Sorry if this disappoints you, gentle reader, but I am not going to sacrifice my doughnuts for my film career.

Instead, I think I’ll hang out with the triathlon people, many of whom look like they’d better fit in a bowling league than in multisports. Kind of like I do.

It Seems Like A Gift In Kind

As I mentioned, I gave my boys for Christmas pieces of paper that announce they are lords of Sealand and Scotland. What am I expecting in return? Well, this wouldn’t hurt: Inside the £18million mansion no one wants that takes 30 minutes to walk through:

An 18th Century mansion is up for sale at a guide price of £18m and is so big it takes 30 minutes to walk through.

The Irish estate includes part of ancient woodland and is made up of 1,050 acres.

The abbey was set up by a group of monks back in the mid-12th century, in Co Laois, and is the most expensive property publicly listed in the Republic of Ireland right now.

* * * *

The mansion was built by James Wyatt in 1773, and includes nine bedrooms, 10 bathrooms as well as 10 lodges and cottages on the grounds.

Abbey Leix comprises of 26,910 square feet of private estate, ancient woodland and even the country’s oldest oak tree.

The stunning country house is positioned within a private estate and frontage to the River Nore.

It takes a full half-hour to tour the three-storey mansion alone, and extra to walk around the immediate grounds.

The house is filled with classic Irish furniture an art, which some is available to acquire if new owners want to buy them.

Forget the furniture; what’s the serf tenant situation? Do I have people to work the land for me, or will I have to raid Scotland on my own?

Wait a minute:

The original library was replaced with the new state dining room but a smaller library remains in its place.

Well, never mind then. I’ll have to spend my thirty dollars somewhere else.

Wait a minute: I have just been handed a note. Apparently, the exchange rate is not $30 to £18,000,000. I must have confused it with Euros. Perhaps I should pay more attention to exchange rates before I direct my real estate professional to make an offer next time. It will prevent international incidents like that one in the future, and I might not get officially banned from St. Patrick’s Day celebrations in the future and being put on the Guinness No-Buy list. Consider this my mealy-worded apology that does not work anyway and only serves to make me look weak. Thank you, that is all.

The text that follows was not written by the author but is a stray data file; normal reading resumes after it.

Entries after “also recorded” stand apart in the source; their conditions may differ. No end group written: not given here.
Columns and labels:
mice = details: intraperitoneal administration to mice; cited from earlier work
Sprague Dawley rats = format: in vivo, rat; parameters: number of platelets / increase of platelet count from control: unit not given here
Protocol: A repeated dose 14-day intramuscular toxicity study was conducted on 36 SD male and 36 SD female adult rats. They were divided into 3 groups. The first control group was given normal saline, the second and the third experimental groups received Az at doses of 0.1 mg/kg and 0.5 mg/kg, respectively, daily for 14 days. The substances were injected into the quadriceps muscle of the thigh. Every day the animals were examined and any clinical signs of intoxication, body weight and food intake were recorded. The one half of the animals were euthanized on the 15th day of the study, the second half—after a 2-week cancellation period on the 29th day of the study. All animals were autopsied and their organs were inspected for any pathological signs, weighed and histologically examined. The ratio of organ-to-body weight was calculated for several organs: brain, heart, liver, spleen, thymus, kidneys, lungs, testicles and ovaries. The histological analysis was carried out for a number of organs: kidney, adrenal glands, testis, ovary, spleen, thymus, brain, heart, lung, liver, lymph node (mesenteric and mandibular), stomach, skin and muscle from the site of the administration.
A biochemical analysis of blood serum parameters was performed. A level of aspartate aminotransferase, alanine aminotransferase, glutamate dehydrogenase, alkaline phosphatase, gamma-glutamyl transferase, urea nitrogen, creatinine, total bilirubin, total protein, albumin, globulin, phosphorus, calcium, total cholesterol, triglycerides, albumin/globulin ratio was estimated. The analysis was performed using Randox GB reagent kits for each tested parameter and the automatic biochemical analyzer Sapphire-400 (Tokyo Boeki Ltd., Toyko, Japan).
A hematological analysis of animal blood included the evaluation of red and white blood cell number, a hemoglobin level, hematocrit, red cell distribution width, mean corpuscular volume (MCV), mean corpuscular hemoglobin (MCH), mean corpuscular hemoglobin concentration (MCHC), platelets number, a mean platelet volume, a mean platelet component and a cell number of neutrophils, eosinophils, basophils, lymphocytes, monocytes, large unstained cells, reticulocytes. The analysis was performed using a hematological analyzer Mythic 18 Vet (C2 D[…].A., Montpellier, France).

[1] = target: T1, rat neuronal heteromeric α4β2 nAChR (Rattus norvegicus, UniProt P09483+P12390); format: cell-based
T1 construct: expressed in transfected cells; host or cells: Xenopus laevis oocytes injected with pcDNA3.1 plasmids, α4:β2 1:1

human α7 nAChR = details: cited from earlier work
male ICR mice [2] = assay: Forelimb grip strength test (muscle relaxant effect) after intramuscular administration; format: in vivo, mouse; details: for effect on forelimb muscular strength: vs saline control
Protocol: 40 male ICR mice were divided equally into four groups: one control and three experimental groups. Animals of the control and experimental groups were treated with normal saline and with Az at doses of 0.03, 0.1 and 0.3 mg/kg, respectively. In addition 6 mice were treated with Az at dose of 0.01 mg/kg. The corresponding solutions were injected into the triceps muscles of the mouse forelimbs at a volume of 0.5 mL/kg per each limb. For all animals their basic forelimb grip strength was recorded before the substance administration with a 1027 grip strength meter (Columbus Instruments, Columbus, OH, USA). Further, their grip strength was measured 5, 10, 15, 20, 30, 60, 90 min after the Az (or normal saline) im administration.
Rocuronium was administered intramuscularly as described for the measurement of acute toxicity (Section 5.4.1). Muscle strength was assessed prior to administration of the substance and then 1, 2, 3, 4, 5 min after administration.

Book Report: Like the Pieces of Driftwood by Jon Francis (1979)

Book coverI bought this book at ABC Books a couple weeks ago and started the book as a browser during football games that weekend. Which means I cannot count it as my Poetry book for the library winter reading challenge. Because although I didn’t see it in the rules anywhere, I’m playing the game that I need to read the whole book in the prevailing period, not just the last half of it (as I did with this book) or the introduction (which I read last in Wuthering Heights).

The author of this book apparently liked to travel along the Pacific coast, often in the winter, and write about his experiences and people, often women, he met. This is his fourth collection of poetry, essentially self-published, but as that was 1979, he is a man lost to time. I tried to look for things about him on the Internet. I briefly worried that I would discover that he wandered into the woods and dies like that McCandless kid–I mean, there’s a lot of rootlessness and wandering in this book–and on of my searches found the Jon Francis Foundation, named after a kid who died in a mountain climbing accident and it took his family a year of searching to find his remains in the wilderness. But it’s not the same guy. The only traces we have of this guy, or at least in the first couple pages of search results, are listing for his books on various Web sites.

At any rate, the poetry of the author is the conversational kind of things you get from casual poetry of that era, akin to Rod McKuen or James Kavanaugh. Not as formal as grandmother poetry with end rhymes (but not the modern short line paradigm, either). But mostly they’re sentences with line breaks expressing sentiments rather than evoking them. Here’s a sample of one’s beginning, presented in image form:

I mean, prose as poem because it has line breaks and line breaks between paragraphs, which means verses.

So, kind of relatable, but not very poetic.

However, he probably sold more books of poetry before he faded into obscurity, so he’s got that going for him.

I did want to take a moment to speculate on something. The photo on the back cover is a black and white image captioned “Jon and Trip on the Mendocino Coast.” And I for the life cannot figure out what Trip is. I’ve tucked it under the fold here in case you want to try with a large image to speculate.